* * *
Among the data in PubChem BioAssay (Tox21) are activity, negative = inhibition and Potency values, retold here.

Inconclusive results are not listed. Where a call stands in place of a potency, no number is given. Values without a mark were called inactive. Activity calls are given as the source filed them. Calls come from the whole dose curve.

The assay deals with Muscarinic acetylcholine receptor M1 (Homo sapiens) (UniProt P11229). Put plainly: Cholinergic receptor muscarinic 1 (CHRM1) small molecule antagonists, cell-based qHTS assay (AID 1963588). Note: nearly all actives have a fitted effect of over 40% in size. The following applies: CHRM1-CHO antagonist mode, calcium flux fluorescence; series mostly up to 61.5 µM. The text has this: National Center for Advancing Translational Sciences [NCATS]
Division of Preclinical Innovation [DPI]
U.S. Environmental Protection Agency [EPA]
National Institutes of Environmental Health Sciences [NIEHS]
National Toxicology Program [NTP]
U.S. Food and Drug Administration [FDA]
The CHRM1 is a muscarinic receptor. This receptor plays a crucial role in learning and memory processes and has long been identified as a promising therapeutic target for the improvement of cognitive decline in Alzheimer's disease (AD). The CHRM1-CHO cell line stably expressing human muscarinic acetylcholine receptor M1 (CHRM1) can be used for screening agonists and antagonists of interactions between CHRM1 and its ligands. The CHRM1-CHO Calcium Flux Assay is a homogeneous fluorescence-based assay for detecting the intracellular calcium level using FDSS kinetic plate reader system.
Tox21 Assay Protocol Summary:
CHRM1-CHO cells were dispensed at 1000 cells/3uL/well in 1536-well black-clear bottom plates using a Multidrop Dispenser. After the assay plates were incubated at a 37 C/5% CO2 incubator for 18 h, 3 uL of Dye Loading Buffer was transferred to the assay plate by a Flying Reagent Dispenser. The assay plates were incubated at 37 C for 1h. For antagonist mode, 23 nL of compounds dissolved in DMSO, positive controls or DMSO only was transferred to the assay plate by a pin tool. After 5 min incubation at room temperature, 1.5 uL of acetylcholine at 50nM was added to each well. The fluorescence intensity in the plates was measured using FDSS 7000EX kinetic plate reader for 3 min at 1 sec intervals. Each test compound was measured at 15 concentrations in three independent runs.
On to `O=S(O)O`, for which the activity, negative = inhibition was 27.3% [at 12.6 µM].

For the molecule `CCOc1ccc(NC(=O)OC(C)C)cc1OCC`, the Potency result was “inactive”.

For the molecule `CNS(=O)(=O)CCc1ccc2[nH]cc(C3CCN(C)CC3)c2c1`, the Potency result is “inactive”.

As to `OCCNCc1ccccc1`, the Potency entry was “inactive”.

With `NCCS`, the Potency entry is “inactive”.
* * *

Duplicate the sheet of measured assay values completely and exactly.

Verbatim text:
Among the data in PubChem BioAssay (Tox21) are activity, negative = inhibition and Potency values, retold here.

Inconclusive results are not listed. Where a call stands in place of a potency, no number is given. Values without a mark were called inactive. Activity calls are given as the source filed them. Calls come from the whole dose curve.

The assay deals with Muscarinic acetylcholine receptor M1 (Homo sapiens) (UniProt P11229). Put plainly: Cholinergic receptor muscarinic 1 (CHRM1) small molecule antagonists, cell-based qHTS assay (AID 1963588). Note: nearly all actives have a fitted effect of over 40% in size. The following applies: CHRM1-CHO antagonist mode, calcium flux fluorescence; series mostly up to 61.5 µM. The text has this: National Center for Advancing Translational Sciences [NCATS]
Division of Preclinical Innovation [DPI]
U.S. Environmental Protection Agency [EPA]
National Institutes of Environmental Health Sciences [NIEHS]
National Toxicology Program [NTP]
U.S. Food and Drug Administration [FDA]
The CHRM1 is a muscarinic receptor. This receptor plays a crucial role in learning and memory processes and has long been identified as a promising therapeutic target for the improvement of cognitive decline in Alzheimer's disease (AD). The CHRM1-CHO cell line stably expressing human muscarinic acetylcholine receptor M1 (CHRM1) can be used for screening agonists and antagonists of interactions between CHRM1 and its ligands. The CHRM1-CHO Calcium Flux Assay is a homogeneous fluorescence-based assay for detecting the intracellular calcium level using FDSS kinetic plate reader system.
Tox21 Assay Protocol Summary:
CHRM1-CHO cells were dispensed at 1000 cells/3uL/well in 1536-well black-clear bottom plates using a Multidrop Dispenser. After the assay plates were incubated at a 37 C/5% CO2 incubator for 18 h, 3 uL of Dye Loading Buffer was transferred to the assay plate by a Flying Reagent Dispenser. The assay plates were incubated at 37 C for 1h. For antagonist mode, 23 nL of compounds dissolved in DMSO, positive controls or DMSO only was transferred to the assay plate by a pin tool. After 5 min incubation at room temperature, 1.5 uL of acetylcholine at 50nM was added to each well. The fluorescence intensity in the plates was measured using FDSS 7000EX kinetic plate reader for 3 min at 1 sec intervals. Each test compound was measured at 15 concentrations in three independent runs.
On to `O=S(O)O`, for which the activity, negative = inhibition was 27.3% [at 12.6 µM].

For the molecule `CCOc1ccc(NC(=O)OC(C)C)cc1OCC`, the Potency result was “inactive”.

For the molecule `CNS(=O)(=O)CCc1ccc2[nH]cc(C3CCN(C)CC3)c2c1`, the Potency result is “inactive”.

As to `OCCNCc1ccccc1`, the Potency entry was “inactive”.

With `NCCS`, the Potency entry is “inactive”.